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“Dining with Dignity” those were the words that captured my attention when I was looking for a charity to get involved with during my 2 month stay in Kansas City at the beginning of 2016.  Searching for volunteer opportunities that was food relevant and also something that reaches out to the community. I came across The Kansas City Community Kitchen website (part of the Episcopal Community Services) and was instantly drawn to the restaurant style concept for this soup kitchen. No ordinary soup kitchen this was, a different type of dining experience for the whole community. Whatever situation an individual is in, they are encouraged to dine together at this place… the community feel was so strong.


I wanted to contribute my time & skills to a non-profit organization with a focus that's close to my heart, in this particular case it was two, it being food related and helping others in need. I went into the experience exploring as many aspects of the place as I could. Spent almost 6 weeks there doing everything from kitchen prep, cleaning, dishwashing, sorting donations, cooking & documenting the process on top of it all. I learnt so much from this experience and have gotten to know the wonderful people that surround this place; didn't expect to meet a big group of people in KC that would affect me so much in a short time. Being in the kitchen was a joy and interacting with the community was an experience like no other… overall it has made me feel everything around me more, feeling more sensitive to others and my surroundings.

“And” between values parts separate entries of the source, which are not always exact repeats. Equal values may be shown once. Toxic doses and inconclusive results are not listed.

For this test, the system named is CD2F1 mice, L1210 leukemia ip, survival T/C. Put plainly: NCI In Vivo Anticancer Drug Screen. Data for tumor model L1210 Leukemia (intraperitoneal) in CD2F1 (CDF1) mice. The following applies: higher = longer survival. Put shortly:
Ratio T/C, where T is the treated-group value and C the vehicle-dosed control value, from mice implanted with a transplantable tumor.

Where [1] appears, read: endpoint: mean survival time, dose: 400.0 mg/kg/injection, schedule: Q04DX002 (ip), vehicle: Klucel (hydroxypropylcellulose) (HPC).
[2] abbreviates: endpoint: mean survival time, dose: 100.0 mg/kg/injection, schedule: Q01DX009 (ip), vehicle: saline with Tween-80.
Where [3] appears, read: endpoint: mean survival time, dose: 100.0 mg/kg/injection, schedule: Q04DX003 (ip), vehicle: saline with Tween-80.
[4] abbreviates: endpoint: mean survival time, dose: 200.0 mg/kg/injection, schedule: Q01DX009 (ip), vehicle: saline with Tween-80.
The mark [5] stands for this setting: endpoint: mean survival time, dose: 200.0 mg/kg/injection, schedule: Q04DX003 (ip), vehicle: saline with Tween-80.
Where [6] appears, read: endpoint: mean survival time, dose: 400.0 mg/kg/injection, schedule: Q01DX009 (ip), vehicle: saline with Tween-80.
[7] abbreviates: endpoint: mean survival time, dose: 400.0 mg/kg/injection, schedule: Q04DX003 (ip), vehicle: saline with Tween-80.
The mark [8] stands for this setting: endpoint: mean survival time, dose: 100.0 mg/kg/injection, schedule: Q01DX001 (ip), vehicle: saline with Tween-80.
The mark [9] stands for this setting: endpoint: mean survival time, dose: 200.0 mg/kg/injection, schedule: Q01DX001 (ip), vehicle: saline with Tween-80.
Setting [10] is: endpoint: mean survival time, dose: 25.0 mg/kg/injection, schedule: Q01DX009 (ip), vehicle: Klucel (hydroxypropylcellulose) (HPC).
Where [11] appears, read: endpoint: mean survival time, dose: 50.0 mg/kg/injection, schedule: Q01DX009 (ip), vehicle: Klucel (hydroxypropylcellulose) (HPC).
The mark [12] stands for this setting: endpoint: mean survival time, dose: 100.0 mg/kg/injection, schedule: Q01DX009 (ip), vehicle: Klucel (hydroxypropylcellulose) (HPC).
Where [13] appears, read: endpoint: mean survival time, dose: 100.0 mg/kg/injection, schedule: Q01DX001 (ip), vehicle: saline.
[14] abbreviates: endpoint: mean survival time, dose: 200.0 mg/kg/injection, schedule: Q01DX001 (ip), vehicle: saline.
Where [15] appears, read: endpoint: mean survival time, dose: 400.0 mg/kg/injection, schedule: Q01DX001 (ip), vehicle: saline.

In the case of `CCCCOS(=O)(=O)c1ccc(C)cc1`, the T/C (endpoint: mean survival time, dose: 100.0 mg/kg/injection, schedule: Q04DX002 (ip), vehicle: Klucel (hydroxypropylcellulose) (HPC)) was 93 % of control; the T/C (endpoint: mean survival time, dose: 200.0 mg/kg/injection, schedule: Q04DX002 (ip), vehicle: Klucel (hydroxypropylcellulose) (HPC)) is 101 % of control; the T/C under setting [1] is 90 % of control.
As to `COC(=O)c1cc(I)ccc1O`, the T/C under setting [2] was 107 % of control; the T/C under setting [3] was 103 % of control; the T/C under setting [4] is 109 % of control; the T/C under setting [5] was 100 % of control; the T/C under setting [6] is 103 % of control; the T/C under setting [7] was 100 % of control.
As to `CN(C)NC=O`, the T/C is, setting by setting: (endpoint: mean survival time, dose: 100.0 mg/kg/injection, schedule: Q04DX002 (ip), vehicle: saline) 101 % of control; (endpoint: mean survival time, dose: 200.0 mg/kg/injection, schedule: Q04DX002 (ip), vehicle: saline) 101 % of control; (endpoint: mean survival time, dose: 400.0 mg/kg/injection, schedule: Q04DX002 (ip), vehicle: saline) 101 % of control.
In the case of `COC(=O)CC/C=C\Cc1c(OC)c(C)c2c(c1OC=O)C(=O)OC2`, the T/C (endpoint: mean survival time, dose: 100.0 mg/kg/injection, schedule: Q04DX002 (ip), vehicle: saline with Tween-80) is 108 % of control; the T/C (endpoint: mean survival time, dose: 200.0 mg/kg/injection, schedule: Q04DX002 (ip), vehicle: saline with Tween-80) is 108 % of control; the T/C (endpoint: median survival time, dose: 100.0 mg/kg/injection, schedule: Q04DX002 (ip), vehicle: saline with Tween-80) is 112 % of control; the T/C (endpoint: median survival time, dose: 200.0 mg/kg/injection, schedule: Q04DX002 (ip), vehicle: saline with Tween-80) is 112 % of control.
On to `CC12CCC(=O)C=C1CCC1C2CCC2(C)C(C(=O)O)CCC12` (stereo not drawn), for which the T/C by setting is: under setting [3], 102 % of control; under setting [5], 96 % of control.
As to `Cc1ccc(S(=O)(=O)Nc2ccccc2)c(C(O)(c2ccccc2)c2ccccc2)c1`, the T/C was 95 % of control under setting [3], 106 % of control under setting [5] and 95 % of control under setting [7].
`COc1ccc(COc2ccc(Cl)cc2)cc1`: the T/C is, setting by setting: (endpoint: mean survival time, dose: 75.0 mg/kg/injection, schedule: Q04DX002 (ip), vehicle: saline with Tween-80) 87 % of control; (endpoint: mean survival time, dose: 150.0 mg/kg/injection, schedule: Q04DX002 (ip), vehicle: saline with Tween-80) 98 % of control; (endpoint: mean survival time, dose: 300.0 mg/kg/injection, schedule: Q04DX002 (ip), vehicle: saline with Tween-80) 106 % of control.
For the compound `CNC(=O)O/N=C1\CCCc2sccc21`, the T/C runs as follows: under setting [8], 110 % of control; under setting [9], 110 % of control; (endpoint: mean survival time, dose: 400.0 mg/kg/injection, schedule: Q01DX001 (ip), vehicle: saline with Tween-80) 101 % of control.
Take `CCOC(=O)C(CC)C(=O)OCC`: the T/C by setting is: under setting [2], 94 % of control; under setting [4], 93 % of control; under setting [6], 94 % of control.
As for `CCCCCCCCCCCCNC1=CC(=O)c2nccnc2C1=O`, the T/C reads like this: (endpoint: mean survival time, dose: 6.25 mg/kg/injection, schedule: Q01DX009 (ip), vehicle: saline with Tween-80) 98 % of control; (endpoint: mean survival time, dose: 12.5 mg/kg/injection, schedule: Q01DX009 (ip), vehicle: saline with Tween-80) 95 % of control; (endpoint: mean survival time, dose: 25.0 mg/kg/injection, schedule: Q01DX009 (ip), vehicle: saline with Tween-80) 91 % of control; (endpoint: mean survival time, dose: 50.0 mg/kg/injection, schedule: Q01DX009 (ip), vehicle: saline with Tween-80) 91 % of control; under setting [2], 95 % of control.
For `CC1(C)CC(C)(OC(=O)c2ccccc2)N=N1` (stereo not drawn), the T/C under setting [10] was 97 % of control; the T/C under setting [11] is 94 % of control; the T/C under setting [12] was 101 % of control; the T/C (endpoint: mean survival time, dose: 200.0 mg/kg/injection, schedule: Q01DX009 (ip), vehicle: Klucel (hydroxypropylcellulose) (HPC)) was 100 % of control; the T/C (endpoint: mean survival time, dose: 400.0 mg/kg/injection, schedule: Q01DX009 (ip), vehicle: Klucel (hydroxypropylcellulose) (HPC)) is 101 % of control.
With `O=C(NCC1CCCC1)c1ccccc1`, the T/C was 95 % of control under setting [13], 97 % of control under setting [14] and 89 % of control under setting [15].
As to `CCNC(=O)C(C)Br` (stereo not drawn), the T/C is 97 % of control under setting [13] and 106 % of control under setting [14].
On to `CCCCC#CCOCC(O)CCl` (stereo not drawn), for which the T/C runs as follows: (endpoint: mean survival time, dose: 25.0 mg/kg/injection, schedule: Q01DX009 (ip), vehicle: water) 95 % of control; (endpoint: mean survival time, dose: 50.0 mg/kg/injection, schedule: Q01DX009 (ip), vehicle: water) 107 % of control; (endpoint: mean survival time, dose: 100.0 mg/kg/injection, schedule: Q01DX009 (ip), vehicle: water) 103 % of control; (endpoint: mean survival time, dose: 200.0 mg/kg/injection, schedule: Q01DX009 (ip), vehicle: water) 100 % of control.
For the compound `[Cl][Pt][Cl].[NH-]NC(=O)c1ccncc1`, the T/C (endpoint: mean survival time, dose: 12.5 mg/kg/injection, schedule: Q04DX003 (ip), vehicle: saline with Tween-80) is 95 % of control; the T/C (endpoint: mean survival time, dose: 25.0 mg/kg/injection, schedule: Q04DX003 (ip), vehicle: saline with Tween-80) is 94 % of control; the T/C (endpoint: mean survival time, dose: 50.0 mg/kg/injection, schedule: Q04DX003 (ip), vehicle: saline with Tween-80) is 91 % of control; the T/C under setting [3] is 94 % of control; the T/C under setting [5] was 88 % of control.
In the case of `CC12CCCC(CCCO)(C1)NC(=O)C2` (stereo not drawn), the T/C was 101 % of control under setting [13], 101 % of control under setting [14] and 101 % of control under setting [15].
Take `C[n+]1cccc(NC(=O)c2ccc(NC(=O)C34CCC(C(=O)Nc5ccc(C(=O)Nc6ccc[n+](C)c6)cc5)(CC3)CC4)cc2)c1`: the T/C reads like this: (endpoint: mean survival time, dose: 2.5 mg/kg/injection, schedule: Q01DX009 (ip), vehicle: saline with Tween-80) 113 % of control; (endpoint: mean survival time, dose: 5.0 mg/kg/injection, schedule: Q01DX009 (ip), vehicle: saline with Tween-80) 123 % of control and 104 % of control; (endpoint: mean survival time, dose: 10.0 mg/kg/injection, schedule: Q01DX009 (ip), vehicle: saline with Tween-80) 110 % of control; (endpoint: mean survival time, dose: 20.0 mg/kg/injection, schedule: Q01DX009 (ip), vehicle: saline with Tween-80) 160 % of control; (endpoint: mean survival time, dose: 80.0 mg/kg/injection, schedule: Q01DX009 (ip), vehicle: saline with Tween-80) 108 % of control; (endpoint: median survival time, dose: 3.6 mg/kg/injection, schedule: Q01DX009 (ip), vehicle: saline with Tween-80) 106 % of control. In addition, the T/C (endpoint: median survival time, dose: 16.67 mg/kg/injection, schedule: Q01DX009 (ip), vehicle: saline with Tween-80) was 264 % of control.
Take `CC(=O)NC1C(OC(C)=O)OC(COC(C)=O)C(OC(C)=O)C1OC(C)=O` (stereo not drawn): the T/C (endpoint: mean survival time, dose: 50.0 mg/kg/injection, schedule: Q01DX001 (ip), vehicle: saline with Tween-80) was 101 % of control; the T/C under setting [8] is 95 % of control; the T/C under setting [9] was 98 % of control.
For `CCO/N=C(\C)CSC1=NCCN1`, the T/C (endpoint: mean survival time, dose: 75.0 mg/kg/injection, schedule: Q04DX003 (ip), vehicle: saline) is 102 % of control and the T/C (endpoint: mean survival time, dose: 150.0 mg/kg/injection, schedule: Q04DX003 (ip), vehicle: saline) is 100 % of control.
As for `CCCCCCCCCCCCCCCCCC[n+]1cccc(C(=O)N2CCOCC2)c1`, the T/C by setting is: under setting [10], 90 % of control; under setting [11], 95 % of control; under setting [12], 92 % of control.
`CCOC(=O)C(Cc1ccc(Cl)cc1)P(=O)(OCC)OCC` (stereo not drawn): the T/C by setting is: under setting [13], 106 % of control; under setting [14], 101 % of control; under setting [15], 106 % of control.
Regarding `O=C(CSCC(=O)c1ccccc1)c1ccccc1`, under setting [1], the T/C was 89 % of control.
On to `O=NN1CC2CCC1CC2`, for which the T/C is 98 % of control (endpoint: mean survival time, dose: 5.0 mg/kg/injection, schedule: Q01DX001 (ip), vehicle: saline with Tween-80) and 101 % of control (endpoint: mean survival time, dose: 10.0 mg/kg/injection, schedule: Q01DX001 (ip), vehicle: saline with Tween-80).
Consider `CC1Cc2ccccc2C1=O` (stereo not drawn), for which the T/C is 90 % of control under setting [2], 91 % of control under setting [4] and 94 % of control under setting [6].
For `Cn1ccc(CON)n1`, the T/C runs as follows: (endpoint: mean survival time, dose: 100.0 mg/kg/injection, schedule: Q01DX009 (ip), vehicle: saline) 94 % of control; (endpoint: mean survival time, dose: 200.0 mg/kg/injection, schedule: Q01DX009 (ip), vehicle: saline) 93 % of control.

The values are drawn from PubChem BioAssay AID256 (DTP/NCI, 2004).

Food is such a vital part of all of our lives, it’s a necessity that we all need to survive and more so these days something to enjoy through cooking and/or eating. Unfortunately, not everyone has the privilege to experience the latter with food but more of eating to live. What does it mean to go hungry though? Questions like these try to grasp what we mean by hunger, by asking not about that gnawing feeling in the pit of the stomach by the hungry, but about the absence of access to that food in order to live healthily. In the US, the feeling of anxiety around where the next meal comes from is one of the largest hidden costs of hunger. In asking people directly about their access to food, 'food security' is a helpful metric of the indignity, worry, and desperation that hunger causes.


Feeling more aware lately about this thought, my perception has changed greatly on what FOOD is all about ever since I’ve volunteered at KCCK. This project has sparked something inside of me to do something more with my photography, photography with a conscience and a purpose. #grateful


For more on KCCK




Facts about Hunger in the US

KCCK on UpWorthy

KCCK on Huffington Post


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